"Sam and I did the same course at university, called the Tonmeister course, and I had run into him a few times at Abbey Road Studios, where he worked, while playing as a session guitarist for other people. I met him properly through my brilliant publisher Becca, who is his wife. Becca and I started working together a few of years ago now, she believed in my music right from the start and has been a real driving force behind it."

Was he able to capture something within your sound and within you, that you didn’t even realise was there?

"Sam is just really great at letting stuff happen, he doesn’t make me feel silly for making weird vocal noises or stomping on a guitar case. He is up for experimentation which, coming from a geeky scientific background, I really appreciate. Being in the studio is always a fun day of bouncing around trying different things out and seeing what sticks.

He is so humble, he’ll quietly say that he has added a few things to a song and will proceed to play an epic drum part that he laid down while you weren’t there. That is his secret, he is brilliant but also so humble; it’s a great combo."

The EP features the track ‘Blood Wolf Moon’ which is the first song of yours which you have produced yourself. Why did you choose this track to make your debut as a producer?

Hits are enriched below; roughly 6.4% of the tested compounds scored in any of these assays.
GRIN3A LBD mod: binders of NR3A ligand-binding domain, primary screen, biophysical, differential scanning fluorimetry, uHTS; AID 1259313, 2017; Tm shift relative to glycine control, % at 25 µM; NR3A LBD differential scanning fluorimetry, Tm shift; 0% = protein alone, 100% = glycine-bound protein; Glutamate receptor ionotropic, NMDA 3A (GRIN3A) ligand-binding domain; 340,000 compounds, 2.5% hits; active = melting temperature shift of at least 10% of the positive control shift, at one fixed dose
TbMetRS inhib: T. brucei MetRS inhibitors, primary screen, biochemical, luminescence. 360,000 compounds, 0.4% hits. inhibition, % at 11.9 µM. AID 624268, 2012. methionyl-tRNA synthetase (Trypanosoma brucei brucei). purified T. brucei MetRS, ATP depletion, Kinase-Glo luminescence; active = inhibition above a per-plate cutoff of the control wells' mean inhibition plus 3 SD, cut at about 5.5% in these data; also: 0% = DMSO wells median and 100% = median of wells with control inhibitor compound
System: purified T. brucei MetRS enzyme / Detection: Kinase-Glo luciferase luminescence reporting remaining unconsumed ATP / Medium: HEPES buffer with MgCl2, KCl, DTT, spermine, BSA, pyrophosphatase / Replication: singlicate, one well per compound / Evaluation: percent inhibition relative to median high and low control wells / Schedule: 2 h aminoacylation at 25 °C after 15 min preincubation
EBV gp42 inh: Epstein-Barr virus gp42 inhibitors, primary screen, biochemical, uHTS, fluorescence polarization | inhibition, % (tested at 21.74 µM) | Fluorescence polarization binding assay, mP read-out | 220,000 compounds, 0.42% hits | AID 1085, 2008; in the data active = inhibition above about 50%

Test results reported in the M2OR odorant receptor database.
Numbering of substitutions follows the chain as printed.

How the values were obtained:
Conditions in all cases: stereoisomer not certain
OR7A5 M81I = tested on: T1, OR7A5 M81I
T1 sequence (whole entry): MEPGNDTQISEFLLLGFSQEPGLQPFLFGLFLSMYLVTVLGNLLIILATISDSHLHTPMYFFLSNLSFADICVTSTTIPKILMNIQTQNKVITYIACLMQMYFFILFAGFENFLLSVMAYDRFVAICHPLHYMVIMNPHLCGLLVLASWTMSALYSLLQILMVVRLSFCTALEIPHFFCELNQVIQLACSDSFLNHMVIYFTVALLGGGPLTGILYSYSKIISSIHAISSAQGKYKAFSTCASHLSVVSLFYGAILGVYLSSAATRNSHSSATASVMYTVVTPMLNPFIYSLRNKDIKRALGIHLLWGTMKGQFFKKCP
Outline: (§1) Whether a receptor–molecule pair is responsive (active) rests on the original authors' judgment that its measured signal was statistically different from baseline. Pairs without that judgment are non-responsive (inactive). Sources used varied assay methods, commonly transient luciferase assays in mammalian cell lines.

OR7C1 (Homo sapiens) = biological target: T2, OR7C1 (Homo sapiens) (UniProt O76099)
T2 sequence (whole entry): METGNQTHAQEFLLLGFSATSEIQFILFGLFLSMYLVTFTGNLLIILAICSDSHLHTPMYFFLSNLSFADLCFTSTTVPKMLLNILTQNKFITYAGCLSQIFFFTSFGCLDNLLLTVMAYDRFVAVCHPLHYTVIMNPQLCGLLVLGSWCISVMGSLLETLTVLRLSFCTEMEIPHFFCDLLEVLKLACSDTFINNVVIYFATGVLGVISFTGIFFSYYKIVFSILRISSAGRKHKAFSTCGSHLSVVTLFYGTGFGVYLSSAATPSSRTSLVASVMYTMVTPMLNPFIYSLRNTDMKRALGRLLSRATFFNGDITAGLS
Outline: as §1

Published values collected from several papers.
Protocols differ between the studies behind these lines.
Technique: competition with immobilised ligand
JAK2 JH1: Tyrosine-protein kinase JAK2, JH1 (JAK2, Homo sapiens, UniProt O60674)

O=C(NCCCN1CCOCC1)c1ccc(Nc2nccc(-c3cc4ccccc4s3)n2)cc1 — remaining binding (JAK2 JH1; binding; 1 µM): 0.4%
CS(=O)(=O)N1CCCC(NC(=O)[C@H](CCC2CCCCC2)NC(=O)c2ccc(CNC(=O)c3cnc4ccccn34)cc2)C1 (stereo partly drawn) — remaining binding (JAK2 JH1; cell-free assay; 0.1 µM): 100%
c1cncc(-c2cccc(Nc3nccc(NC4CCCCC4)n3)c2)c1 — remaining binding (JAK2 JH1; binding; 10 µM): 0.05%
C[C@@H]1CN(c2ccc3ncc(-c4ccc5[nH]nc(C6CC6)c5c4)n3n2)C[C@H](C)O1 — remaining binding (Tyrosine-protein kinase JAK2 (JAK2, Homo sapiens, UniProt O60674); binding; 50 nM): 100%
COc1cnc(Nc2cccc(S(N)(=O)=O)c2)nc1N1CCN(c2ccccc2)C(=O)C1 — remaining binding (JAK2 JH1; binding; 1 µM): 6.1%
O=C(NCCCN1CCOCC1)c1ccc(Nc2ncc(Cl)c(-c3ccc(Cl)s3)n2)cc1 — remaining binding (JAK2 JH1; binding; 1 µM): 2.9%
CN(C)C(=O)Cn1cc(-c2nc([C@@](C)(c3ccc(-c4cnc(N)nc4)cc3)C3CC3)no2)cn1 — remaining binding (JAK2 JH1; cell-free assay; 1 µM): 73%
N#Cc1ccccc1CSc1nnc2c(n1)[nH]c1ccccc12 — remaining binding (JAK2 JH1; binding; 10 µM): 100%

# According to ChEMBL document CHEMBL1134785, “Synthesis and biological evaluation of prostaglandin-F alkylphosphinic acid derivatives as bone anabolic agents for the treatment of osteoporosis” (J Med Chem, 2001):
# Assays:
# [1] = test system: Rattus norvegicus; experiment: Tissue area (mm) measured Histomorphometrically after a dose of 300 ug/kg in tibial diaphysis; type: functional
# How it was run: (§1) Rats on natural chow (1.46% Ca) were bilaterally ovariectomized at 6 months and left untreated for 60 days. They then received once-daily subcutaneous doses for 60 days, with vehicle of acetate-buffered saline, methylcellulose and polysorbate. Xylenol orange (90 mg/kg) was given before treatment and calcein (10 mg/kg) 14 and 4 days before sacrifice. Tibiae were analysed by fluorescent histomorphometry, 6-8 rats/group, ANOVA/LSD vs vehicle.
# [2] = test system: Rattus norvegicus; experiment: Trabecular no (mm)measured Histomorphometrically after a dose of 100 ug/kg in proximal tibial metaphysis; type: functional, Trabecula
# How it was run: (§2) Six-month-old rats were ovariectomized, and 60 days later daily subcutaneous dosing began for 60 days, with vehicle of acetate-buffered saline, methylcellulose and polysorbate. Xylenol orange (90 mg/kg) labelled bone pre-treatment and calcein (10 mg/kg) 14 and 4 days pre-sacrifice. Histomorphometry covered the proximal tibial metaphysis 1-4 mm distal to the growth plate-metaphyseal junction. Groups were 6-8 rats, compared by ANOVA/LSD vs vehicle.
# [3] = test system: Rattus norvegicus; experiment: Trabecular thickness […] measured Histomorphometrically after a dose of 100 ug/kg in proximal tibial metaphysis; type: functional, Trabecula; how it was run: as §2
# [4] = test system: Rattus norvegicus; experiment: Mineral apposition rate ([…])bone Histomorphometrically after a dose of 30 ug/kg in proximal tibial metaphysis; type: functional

"It was partly born of necessity, lockdown and coronavirus meant I was in my own home studio by myself for quite a while and I wanted to make the most of it. I have been recording and producing bits and bobs for a while, and have always loved recording and the process of making music.

Blood Wolf Moon is so personal and intimate, so it seemed like the right track to try my hand at self-production. There is a patience that comes with being in a studio by yourself; being alone you can take as long as you like. No matter how well you know someone, there is always the feeling that they are bored or they think it sounds terrible and they aren’t telling you; some kind of internal monologue that can suffocate your confidence. I think I’m basically describing being an introvert, which is also what the song is about so it was a fitting first choice."

Is this the best track on the EP then? Go on, you can be honest...

"I think on a personal level it has to be Blood Wolf Moon. It’s not often you write the first line of a song and know exactly where it is going to go. The first verse was instantly interesting to me as I felt myself coming through on all the lines. It makes a huge difference when you feel personally connected to the characters you are writing about. Also it is one of the only songs that I have ever written in the third person. That is really fun as it gives you a carte blanche to let the characters do whatever they like and know that it isn’t all reflected back at you."